The probability of an occurrence of cooling interruption can be attributed to the availability of the utility power supply. Availability is a metric used in the design of data centres to quantify the percentage of time the system is operational and can be attributed on an annual or monthly basis.

Although it can vary by location, the availability of the electrical grid in the UK is approximately 99.997%. Therefore the period of time when utility power is unavailable is 0.003% of the year, or around 15 minutes and 46 seconds per year. However this could be limited to a single event or could be multiple events during the year. In either case, the cooling interruption would typically be around 35 seconds, when the system uses backup power generation.

It should be noted that this event is possible, but on average it is unlikely.



Severity in the context of heat rise relates to the peak temperature achieved and associated damage to the server racks, or possibly financial charges associated with the temperatures being outside of a specified range. Therefore severity may vary between projects depending upon costs incurred.


Effect on Commercial risk

If the financial penalty of heat rise is minimal, for example £10k per incident and the probability was one incident per year, over the life of the data centre facility the anticipated cost associated with this risk would be approximately £150k over its 15 year life. In this case it is clear that the capital cost of augmenting the cooling system must be less than £150k to offer value to the client.

Further to this server technology has developed over the past ten years and can now operate a higher temperatures, albeit at a higher air flow rate.



Predicting the level of heat rise

Because of the wide range of variables that need to be considered, predicting peak heat rise is notoriously difficult. The current accepted method of determining heat rise in a data hall is to use computational fluid dynamics (CFD), which is a complex and often expensive method to determine patterns of air movement. The problem is that to determine heat rise a “transient” CFD is required.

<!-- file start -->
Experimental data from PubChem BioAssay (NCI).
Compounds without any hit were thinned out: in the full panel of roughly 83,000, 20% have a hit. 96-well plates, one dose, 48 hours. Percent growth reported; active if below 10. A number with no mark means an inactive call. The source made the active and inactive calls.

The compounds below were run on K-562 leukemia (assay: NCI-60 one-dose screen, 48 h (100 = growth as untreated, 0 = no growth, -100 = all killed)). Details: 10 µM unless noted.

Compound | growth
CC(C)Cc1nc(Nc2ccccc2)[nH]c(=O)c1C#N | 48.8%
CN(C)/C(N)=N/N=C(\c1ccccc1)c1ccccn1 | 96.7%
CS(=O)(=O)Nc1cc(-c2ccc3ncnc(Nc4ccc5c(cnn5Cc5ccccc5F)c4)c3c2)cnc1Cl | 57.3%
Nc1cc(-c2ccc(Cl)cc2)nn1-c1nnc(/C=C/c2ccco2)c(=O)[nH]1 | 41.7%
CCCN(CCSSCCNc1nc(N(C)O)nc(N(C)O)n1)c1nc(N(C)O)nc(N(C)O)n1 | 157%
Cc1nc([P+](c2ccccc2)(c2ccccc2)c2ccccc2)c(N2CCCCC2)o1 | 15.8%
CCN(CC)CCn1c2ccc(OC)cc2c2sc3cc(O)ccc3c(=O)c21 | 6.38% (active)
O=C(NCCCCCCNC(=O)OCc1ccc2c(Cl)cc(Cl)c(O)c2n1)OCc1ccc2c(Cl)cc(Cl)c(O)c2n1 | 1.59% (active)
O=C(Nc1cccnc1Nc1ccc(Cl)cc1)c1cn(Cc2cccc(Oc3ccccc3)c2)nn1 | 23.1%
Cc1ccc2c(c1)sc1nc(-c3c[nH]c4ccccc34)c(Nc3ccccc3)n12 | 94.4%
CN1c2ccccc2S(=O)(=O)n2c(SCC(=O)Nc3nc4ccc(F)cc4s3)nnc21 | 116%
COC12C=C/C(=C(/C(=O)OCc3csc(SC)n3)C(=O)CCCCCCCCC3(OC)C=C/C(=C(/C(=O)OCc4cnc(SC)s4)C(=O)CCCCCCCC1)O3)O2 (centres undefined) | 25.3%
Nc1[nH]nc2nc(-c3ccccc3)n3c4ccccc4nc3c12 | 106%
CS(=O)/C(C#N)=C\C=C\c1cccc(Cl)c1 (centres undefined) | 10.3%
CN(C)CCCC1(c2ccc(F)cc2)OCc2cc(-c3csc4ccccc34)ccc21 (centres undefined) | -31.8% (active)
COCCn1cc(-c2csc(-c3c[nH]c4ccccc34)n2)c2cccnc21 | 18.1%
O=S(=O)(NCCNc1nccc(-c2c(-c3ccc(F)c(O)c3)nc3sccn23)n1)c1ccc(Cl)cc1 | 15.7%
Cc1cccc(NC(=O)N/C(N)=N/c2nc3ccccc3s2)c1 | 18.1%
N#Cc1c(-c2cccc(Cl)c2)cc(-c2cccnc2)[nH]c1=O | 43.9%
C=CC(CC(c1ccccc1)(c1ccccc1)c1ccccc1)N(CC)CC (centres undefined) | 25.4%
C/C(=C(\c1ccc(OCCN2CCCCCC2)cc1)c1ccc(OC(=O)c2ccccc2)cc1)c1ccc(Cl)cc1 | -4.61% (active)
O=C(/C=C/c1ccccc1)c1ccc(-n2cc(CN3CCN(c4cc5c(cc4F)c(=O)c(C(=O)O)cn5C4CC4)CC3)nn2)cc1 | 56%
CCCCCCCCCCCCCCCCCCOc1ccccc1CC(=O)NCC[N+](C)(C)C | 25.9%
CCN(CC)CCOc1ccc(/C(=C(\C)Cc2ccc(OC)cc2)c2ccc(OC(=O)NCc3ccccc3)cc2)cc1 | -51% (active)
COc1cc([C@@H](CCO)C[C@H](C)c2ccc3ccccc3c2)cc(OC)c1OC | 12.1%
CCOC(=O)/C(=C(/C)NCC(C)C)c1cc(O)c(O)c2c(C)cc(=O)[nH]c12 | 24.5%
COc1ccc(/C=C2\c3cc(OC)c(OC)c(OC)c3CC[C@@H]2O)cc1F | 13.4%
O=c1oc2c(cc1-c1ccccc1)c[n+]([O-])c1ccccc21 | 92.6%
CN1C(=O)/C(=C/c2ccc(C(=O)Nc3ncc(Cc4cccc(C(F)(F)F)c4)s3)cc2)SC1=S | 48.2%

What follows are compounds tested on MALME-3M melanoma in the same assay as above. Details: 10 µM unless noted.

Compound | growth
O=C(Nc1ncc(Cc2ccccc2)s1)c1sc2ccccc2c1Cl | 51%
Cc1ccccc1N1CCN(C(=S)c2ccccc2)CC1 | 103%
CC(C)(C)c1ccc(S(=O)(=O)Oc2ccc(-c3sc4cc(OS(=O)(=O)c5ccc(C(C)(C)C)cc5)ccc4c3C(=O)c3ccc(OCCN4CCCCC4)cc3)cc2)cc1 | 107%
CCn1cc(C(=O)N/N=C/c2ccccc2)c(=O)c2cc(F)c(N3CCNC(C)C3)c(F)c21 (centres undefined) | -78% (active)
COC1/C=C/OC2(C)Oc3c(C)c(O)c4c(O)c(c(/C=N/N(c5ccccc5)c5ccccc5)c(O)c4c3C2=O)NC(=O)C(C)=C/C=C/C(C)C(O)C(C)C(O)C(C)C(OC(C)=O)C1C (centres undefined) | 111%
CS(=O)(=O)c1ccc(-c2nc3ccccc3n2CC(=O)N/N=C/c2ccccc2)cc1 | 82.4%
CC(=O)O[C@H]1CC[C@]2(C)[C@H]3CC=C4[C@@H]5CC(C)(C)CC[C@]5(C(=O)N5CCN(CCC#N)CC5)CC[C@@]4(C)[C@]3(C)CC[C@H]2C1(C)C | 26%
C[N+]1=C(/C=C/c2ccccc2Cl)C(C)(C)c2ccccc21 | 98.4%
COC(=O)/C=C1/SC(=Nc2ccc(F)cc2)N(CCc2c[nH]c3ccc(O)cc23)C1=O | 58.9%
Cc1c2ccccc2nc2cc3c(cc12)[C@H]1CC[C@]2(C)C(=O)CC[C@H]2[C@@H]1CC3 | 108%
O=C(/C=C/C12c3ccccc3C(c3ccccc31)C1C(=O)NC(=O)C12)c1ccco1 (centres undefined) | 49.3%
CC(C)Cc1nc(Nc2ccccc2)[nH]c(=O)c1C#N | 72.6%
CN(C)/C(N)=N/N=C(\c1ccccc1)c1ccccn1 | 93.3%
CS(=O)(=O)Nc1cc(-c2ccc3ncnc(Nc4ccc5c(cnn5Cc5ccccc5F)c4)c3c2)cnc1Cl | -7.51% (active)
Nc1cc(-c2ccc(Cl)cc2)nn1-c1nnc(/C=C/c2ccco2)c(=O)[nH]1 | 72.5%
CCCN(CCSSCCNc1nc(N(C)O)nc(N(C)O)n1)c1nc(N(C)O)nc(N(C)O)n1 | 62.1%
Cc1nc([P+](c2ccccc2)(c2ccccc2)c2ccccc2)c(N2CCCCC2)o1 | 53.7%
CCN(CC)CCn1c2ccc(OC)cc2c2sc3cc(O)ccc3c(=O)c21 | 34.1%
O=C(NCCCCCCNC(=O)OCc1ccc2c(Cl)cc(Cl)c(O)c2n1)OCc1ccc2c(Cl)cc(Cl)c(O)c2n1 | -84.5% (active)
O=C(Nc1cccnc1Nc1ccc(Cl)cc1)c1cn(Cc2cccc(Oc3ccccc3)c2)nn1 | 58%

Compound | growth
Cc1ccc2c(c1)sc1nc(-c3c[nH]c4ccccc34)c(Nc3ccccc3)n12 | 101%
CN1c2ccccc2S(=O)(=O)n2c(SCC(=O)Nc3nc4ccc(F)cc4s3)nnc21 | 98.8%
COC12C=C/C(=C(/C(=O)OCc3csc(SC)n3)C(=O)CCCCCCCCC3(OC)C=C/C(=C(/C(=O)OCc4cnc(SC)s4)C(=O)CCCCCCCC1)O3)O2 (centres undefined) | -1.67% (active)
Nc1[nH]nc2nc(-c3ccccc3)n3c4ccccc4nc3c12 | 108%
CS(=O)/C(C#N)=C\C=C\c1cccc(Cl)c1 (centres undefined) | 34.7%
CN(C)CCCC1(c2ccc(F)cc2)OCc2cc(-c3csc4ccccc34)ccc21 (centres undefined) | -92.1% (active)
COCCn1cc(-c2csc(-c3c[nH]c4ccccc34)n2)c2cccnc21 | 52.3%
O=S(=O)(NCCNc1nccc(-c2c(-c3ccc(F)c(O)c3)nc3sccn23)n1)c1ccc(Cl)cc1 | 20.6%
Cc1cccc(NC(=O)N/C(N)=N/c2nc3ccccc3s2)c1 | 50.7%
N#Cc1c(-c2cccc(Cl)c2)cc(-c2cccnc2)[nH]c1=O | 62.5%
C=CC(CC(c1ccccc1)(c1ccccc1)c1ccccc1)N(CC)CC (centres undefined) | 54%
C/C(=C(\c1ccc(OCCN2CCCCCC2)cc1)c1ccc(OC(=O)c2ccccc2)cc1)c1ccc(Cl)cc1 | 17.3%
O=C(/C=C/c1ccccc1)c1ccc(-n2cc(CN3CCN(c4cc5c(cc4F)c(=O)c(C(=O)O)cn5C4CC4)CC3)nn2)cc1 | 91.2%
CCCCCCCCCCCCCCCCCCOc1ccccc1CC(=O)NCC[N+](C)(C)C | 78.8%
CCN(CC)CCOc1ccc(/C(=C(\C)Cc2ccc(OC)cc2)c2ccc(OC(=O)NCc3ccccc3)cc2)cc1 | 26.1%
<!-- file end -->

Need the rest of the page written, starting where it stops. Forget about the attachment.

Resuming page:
Transient simulations incorporate time into the simulation, with each second of simulation leading onto the next. This requires a large amount of data processing power and will often require the CFD model to be simplified and parameters removed to ensure the stability of the calculation.

The resulting simulation is therefore a highly simplified representation of reality. This can be observed by using different CFD platforms simulate the data hall. Each is likely to offer different results depending upon the model detail and parameters used.

CFD is therefore an indication of overheating severity.

Key elements that should be included in a CFD include:

  1. Air temperatures and densities
  2. Thermal mass of racks, equipment and where possible building fabric
  3. Leakage and bypass air positions

It is worth noting that there is a spreadsheet method of calculating heat rise known as the “Well-Mixed Air Method” this calculation has been seen to offer similar results to the Transient CFD calculation at a fraction of the time and cost.



JDA Support

JDA have developed an industry leading expertise in reviewing CFD simulations and heat rise issues. For JDA value to the client is central to the design process and includes review and evaluation of possible commercial risks to the client organisation. Few consultancies approach data centre projects in this way, which allows JDA to offer a unique service.